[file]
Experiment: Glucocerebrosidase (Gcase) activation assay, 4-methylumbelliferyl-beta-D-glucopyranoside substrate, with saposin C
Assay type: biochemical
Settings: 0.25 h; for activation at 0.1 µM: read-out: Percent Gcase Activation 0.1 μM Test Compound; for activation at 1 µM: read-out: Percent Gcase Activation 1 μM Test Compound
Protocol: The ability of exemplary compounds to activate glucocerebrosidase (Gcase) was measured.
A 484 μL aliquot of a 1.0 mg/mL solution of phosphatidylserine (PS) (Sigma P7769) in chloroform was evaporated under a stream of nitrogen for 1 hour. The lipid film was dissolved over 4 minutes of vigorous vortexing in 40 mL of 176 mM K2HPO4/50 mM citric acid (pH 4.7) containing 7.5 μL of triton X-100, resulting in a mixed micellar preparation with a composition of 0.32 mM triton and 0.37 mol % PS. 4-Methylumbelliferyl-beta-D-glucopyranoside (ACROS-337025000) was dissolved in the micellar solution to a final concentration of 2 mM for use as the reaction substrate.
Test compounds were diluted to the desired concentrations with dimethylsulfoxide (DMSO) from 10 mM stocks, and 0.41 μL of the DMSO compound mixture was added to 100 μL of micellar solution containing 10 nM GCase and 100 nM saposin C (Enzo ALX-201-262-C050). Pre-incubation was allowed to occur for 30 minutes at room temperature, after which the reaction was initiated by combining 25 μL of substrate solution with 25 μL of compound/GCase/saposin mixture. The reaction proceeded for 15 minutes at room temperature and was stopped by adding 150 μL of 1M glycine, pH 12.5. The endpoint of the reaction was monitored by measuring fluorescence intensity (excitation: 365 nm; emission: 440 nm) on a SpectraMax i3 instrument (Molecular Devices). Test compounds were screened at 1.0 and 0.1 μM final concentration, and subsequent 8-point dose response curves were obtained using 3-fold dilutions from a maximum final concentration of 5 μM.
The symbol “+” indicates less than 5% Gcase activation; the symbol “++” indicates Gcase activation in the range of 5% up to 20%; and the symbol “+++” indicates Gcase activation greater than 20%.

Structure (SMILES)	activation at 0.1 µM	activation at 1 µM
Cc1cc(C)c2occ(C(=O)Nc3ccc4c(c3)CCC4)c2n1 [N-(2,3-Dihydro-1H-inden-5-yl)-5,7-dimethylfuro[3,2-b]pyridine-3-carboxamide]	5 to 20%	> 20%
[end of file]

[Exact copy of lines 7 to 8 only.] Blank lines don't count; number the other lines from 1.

The symbol “+” indicates less than 5% Gcase activation; the symbol “++” indicates Gcase activation in the range of 5% up to 20%; and the symbol “+++” indicates Gcase activation greater than 20%.

Structure (SMILES)	activation at 0.1 µM	activation at 1 µM